The Shifting Mandala
By ANNA HITCHCOCK
Published: September 27, 2013
RACING through our school lobby on the way to recess, my sixth-grade classmates and I stopped short. Usually, we would barrel onto the street for our 20 minutes of sunlight, but a Buddhist monk dressed in brilliant saffron robes caught our attention. He was creating a mandala. In this ancient art form developed by Tibetan Buddhist monks, millions of grains of multicolored sand are painstakingly poured into complex patterns. After hours of work, the sand painting is only one square meter yet symbolically portrays our entire universe in its shifting complexities.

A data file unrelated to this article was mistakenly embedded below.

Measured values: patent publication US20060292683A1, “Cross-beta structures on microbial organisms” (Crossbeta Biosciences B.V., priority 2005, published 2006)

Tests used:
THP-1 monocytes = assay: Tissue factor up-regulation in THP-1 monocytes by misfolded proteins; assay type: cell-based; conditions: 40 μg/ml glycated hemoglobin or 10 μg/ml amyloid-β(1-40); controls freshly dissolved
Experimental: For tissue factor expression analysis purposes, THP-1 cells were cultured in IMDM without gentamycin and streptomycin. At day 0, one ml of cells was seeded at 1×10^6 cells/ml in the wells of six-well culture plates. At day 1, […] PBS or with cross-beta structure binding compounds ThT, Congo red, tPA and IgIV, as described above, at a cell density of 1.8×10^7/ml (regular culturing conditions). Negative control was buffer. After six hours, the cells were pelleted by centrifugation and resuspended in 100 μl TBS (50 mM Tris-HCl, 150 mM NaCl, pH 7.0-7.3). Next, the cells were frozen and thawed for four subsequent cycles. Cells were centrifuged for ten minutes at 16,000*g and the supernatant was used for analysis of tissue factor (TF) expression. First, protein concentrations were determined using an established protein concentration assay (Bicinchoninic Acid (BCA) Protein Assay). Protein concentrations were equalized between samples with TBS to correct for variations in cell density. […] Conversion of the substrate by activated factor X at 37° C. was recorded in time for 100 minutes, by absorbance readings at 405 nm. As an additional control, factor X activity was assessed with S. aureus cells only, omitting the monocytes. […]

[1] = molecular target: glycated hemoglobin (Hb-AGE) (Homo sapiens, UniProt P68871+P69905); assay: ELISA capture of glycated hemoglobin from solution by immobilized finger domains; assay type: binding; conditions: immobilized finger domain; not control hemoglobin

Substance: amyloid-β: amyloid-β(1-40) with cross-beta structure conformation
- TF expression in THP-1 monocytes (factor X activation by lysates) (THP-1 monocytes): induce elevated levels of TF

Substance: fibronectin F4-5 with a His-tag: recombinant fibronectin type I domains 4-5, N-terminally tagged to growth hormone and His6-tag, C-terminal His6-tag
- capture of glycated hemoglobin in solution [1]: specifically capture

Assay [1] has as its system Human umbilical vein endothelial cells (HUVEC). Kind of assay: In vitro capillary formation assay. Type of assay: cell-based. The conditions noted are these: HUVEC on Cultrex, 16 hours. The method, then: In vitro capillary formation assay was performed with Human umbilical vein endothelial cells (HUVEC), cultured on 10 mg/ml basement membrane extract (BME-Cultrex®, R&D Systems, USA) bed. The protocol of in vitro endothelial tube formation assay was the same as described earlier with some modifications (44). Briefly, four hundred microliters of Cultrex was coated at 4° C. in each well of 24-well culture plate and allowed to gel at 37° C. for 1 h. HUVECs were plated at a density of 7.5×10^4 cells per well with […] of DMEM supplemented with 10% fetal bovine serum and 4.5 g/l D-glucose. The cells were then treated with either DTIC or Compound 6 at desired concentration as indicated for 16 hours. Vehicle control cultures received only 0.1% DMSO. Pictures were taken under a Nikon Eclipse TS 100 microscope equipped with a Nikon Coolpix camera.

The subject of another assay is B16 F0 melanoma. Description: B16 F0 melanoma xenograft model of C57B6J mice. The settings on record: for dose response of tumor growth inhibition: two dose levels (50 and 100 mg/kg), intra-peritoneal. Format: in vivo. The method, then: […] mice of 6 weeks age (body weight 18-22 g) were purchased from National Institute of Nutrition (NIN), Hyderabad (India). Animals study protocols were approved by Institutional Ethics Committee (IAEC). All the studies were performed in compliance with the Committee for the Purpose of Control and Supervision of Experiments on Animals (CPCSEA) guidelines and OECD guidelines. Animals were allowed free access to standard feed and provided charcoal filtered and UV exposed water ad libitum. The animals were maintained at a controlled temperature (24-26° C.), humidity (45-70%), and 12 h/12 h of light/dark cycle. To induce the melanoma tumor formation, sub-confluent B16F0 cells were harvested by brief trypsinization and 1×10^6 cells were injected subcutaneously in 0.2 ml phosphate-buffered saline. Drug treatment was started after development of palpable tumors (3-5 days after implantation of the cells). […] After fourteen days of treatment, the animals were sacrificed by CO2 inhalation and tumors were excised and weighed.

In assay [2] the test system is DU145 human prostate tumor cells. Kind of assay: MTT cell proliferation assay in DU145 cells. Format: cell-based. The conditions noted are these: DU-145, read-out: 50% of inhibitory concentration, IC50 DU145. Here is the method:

Three years later, I thought of the mandala when I began an internship with Ellen Pehek, a principal research ecologist in the New York City Department of Parks and Recreation. For months, I helped her measure the diameter of trees in Inwood Hill Park as part of a study on the effects that invasive plant species — threatening, nonnative ones — have on forest health.